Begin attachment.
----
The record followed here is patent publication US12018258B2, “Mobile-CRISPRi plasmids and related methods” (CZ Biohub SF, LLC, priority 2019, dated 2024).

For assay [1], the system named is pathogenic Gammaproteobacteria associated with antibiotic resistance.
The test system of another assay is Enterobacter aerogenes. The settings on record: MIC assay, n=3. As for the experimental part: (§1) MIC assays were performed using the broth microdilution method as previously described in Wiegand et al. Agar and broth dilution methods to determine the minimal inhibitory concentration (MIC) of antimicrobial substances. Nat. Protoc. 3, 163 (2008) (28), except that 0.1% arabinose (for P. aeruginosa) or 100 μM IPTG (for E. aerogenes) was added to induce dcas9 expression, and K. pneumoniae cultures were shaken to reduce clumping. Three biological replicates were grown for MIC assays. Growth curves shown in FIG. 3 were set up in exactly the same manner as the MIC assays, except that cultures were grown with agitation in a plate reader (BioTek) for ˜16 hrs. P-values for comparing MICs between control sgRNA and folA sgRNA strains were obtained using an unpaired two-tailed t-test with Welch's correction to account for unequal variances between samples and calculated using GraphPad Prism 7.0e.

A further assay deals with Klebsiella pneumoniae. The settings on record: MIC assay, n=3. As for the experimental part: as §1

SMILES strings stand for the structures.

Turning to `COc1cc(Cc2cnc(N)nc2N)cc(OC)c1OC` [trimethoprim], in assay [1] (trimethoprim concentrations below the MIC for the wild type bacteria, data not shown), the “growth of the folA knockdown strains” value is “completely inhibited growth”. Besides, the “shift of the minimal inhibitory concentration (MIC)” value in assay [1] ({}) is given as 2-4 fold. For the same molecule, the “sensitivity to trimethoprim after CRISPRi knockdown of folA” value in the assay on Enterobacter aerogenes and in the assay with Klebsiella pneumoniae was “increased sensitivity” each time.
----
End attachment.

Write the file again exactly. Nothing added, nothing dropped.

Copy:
The record followed here is patent publication US12018258B2, “Mobile-CRISPRi plasmids and related methods” (CZ Biohub SF, LLC, priority 2019, dated 2024).

For assay [1], the system named is pathogenic Gammaproteobacteria associated with antibiotic resistance.
The test system of another assay is Enterobacter aerogenes. The settings on record: MIC assay, n=3. As for the experimental part: (§1) MIC assays were performed using the broth microdilution method as previously described in Wiegand et al. Agar and broth dilution methods to determine the minimal inhibitory concentration (MIC) of antimicrobial substances. Nat. Protoc. 3, 163 (2008) (28), except that 0.1% arabinose (for P. aeruginosa) or 100 μM IPTG (for E. aerogenes) was added to induce dcas9 expression, and K. pneumoniae cultures were shaken to reduce clumping. Three biological replicates were grown for MIC assays. Growth curves shown in FIG. 3 were set up in exactly the same manner as the MIC assays, except that cultures were grown with agitation in a plate reader (BioTek) for ˜16 hrs. P-values for comparing MICs between control sgRNA and folA sgRNA strains were obtained using an unpaired two-tailed t-test with Welch's correction to account for unequal variances between samples and calculated using GraphPad Prism 7.0e.

A further assay deals with Klebsiella pneumoniae. The settings on record: MIC assay, n=3. As for the experimental part: as §1

SMILES strings stand for the structures.

Turning to `COc1cc(Cc2cnc(N)nc2N)cc(OC)c1OC` [trimethoprim], in assay [1] (trimethoprim concentrations below the MIC for the wild type bacteria, data not shown), the “growth of the folA knockdown strains” value is “completely inhibited growth”. Besides, the “shift of the minimal inhibitory concentration (MIC)” value in assay [1] ({}) is given as 2-4 fold. For the same molecule, the “sensitivity to trimethoprim after CRISPRi knockdown of folA” value in the assay on Enterobacter aerogenes and in the assay with Klebsiella pneumoniae was “increased sensitivity” each time.